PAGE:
In August 1978, then Premier JR Jayawardene ushered in a new Constitution, which introduced the concept of an Executive President with sweeping powers. Mr. Jayawardene himself is on record saying that the only power the new constitution did not give him was to change ‘a man into a woman’!
From its inception all parties in opposition condemned the 1978 Constitution, claiming it gave the President dictatorial powers. From thence onward every political party in opposition, has, whilst in the opposition, promised to change the constitution if elected to power. Presidential candidates too, during election campaigns promised to change the country’s Constitution .
However, though governments have changed many times over and three different presidents, all of whom promised to change the Constitution, came and went, the JR Jayawardene Constitution remained in tact.
That is until in April 2015, when the previous ‘Yahapalana Regime’, brought in the 19th Amendment to the Constitution, which curtailed the powers of the Executive Presidency via reducing its term of office,. re-introducing the president’s two term limit, made provision for the appointment of Independent Constitutional and other Councils and removed the President’s power to dissolve Parliament on his own. It also brought in a few other changes including the Right to Information Act. The Amendment which was passed by the 225-member parliament with 215 voting in favour, one against, one abstaining and seven members absenting themselves, shifted power from the presidency, to the premier.
Today, with the general election around the corner, we are hearing clarion calls on the need to change the constitution and re-align the balance of power, despite many other problems requiring attention. The incumbent President and his political party - the SLPP - are asking the electorate to give them a 2/3rd majority to change the Constitution.
President Gotabaya Rajapaksa in an interview with ‘The Hindu’ and ‘Hindustan Times’ while in India, said he needed a two-thirds majority to drop the 19th Amendment from the Constitution as it was a failure. He said he needed a 2/3rd majority in parliament to do this. The two centres of power which flow from the 19th Amendment are apparently not workable. This appears to be the main grouse.
The now divided UNP and its breakaway faction the SJB are warning the electorates against giving the SLPP a two-thirds majority. It would appear the two parties have already conceded defeat and are warning, the dropping of the 19th Amendment will give dictatorial powers to an Executive President.
Political parties representing the Tamils too are demanding Constitutional changes. But theirs is a call for a greater devolution of power. The party leadership have said they would support or reject proposed changes to the constitution only after envisaged changes are made clear. The mainline Muslim political parties have at different times spoken in support of the 19th Amendment to the Constitution.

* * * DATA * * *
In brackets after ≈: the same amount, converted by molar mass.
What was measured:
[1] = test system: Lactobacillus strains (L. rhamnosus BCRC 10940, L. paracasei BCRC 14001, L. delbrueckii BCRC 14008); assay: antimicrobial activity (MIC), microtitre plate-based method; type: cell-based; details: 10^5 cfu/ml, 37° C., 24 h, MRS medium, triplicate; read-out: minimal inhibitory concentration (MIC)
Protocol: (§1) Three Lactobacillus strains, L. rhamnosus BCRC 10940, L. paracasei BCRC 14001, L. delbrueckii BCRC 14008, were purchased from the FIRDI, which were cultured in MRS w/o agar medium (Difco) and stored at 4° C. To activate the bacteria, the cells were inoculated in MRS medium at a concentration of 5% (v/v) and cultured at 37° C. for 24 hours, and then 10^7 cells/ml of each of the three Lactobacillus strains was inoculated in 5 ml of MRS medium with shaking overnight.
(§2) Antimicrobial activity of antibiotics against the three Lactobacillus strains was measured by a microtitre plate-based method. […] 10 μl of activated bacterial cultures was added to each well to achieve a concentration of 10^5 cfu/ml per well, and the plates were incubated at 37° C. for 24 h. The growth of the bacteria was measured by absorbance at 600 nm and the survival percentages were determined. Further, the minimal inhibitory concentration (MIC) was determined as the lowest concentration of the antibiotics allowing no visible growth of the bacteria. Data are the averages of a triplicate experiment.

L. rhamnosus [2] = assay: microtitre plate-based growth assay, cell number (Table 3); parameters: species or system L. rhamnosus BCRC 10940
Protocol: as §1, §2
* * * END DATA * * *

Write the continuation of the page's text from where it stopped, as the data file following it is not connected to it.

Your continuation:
Civil activists warn the proposal to drop the 19th Amendment is a surreptitious effort to do away with the Independent Councils by packing them with political appointees, thus politicising the Judiciary, the Public Service Council and other similar bodies such as the Constitutional Council, turning them into malleable institutions taking forward particular political and individual agendas.
The 19th Amendment to the Constitution, redefined the role and powers of the Prime Minister. Late President Premadasa, when he was Prime Minister under Executive President Jayawardene, described his powers under the 1978 Constitution as PM, akin to that of a postal peon.
Today, with the advent of the 19th Amendment, the roles of the Prime Minister and President have been to an extent reversed. The Prime Minister’s powers can no longer be compared to that of a postal peon. Effectively he has more power than the President.
Our present Premier has been holding supreme power (except for a brief interruption), since first being elected Executive President in 2005. As the present Premier - thanks to the 19th amendment - is no postal peon serving an Executive President. Again the present President will not be satisfied playing second fiddle to his elder brother under a radically changed constitution. It is indeed seldom people voluntarily give up power, the immediate past executive sold his position for a mess of pottage, later tried to usurp power, but was brought down to earth by a newly independent Judiciary. Constitutional changes in the aftermath of the general elections will be necessarily made within these boundaries.
It is therefore unlikely that a constitutional change will see a single individual invested with powers similar to the executive under the original JR Constitutional model. But fears remain over the independence of Independent Councils under a changed constitution.